Palm oil businessman indicted for graft
The Jakarta Post
Corruption Eradication Commission (KPK) prosecutors on Wednesday indicted a businessman in a bribery case related to oil palm plantation permit issuance in East Kalimantan, a province in Indonesia's part of Borneo Island with a long history of deforestation.
Hery Susanto Gun, president director of palm oil firm PT Sawit Golden Prima, was indicted for allegedly bribing suspended Kutai Kertanegara regent Rita Widyasari with Rp 6 billion (US$436,363) to issue a business permit for the former's 16,000 hectares of palm oil concession in the regency.
Hery, a close friend of Rita's late father and former Kutai Kartanegara regent Syaukani HR, applied for the location permit in 2009, finding his request rejected because a local land office had granted land-use recommendation for two oil palm plantations in the area, the indictment finds.
Timber firm PT Kartika Kapuas Sari had also been granted a Timber Business Inside Natural Forest Permit (IUPHHK-HA) for some parts of the area, according to the indictment.
The prosecutors allege that Hery ordered one of his staffers to negotiate with Rita to expedite the issuance of a location permit for his oil palm plantation, which, according to activists, is located within a peat swamp ecosystem.
Rita then ordered Ismed Ade Baramuli, a land administration official of the regency, to prepare the draft of the permit, KPK prosecutor Burhanuddin said during the Jakarta Corruption Court on Wednesday as reported by state-run news agency Antara.
The prosecutors also find that Rita finally signed the permit document for the 16,000-ha oil palm plantation, even though a local regulation prohibits agriculture companies from having over 15,000 ha of concession land.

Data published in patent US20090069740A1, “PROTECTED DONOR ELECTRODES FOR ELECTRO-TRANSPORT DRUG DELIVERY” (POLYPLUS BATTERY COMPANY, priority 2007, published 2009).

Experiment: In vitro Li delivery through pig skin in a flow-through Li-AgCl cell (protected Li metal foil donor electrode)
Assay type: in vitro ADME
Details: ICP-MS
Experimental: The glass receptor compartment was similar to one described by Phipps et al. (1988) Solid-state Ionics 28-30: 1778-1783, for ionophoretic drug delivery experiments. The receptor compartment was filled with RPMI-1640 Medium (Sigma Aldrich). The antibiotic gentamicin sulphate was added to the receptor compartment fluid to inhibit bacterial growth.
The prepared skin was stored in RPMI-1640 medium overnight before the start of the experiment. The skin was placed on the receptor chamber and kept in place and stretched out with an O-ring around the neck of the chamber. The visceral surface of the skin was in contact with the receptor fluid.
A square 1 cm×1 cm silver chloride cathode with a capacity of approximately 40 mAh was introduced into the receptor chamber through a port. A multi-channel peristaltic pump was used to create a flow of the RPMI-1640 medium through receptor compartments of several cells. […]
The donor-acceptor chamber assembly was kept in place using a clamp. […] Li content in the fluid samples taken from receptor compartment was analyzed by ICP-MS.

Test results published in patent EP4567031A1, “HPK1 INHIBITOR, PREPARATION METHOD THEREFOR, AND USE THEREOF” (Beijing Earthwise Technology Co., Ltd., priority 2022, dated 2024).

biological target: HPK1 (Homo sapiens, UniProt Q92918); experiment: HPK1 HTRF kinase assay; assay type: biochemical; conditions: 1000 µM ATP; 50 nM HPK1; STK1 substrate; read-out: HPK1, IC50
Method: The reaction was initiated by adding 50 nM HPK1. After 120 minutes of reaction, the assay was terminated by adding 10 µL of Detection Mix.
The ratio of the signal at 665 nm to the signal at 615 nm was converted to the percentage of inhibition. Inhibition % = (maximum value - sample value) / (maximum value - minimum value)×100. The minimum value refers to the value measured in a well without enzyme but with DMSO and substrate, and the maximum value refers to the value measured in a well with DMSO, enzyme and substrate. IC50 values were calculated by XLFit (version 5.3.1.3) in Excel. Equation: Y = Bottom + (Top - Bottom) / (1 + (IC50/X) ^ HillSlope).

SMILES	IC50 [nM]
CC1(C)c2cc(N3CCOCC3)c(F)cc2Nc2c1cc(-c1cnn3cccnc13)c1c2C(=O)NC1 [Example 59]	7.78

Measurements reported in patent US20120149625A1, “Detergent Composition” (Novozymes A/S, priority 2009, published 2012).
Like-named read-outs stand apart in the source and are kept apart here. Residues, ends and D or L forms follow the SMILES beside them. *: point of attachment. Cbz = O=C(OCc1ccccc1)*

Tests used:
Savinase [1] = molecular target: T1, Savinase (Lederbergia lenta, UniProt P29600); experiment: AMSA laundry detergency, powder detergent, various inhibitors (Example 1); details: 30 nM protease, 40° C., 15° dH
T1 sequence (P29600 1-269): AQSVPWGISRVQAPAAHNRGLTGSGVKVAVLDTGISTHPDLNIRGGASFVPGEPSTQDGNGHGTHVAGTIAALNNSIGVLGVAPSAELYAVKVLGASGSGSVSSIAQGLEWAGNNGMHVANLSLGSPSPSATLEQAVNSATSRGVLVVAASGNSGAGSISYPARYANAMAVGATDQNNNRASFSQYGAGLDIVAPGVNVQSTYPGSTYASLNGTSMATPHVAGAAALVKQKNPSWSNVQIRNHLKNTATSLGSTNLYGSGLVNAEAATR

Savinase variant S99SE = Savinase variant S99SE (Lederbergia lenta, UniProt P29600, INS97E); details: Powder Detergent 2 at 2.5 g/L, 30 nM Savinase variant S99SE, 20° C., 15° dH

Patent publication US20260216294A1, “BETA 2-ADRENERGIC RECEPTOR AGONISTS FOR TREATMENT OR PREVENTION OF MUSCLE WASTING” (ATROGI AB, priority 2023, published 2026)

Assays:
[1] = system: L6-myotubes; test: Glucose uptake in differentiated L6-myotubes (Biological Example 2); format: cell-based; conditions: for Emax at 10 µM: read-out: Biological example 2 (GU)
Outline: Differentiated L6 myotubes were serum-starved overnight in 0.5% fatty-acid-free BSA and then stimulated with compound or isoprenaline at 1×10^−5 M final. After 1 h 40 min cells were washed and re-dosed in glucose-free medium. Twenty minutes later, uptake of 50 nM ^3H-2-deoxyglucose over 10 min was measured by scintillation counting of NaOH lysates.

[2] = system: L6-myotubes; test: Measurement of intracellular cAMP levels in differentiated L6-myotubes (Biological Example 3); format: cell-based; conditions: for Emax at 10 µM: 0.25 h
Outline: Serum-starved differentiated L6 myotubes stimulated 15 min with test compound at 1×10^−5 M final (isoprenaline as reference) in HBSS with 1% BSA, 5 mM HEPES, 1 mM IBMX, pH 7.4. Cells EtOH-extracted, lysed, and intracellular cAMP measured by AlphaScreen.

Hery, who is charged under Article 5(b) of the 2001 Corruption Law, which carries a maximum sentence of five years in prison, has insisted that the Rp 6 billion was related to a transaction of gold between him and Rita.
The case was part of an investigation by the KPK into multiple environmental permit scams allegedly committed by Rita, who was indicted on Feb. 21 for receiving Rp 469 billion in bribes related to dozens of infrastructure projects in Kutai Kartanegara and the Rp 6 billion bribe from Hery.
The arrest of Rita in September 2017, which coincided with a climate summit of numerous governors across the world hosted by East Kalimantan, has provided momentum for the province to seriously deal with environmental degradation in the province, activists have said.
Deforestation on the island has contributed to the dwindling of various endangered species' habitats, such as Borneo orangutans, leading to the increase of human-wildlife conflicts, with the apes having no choice but to inhabit agricultural plantations owned by locals and companies.
Land conversion to industrial plantations accounts for nearly 99 percent of deforestation in East Kalimantan, according to an estimate last year by Daddy Ruhiyat, head of the province's Climate Change Regional Board (DDPI).
Only half of Borneo is currently covered by intact forests, down from 75 percent in the 1980s due to the rapid deforestation rate of 1.3 million ha per year, according to a World Wildlife Fund (WWF) estimate.
A study published in September 2016 in Nature found that rapid conversion of forests in Indonesian Borneo to industrial plantations had increased significantly since 2005, which in part was caused by local administrations having greater authority to issue land conversion permits since the fall of the New Order regime in 1998. (ahw)
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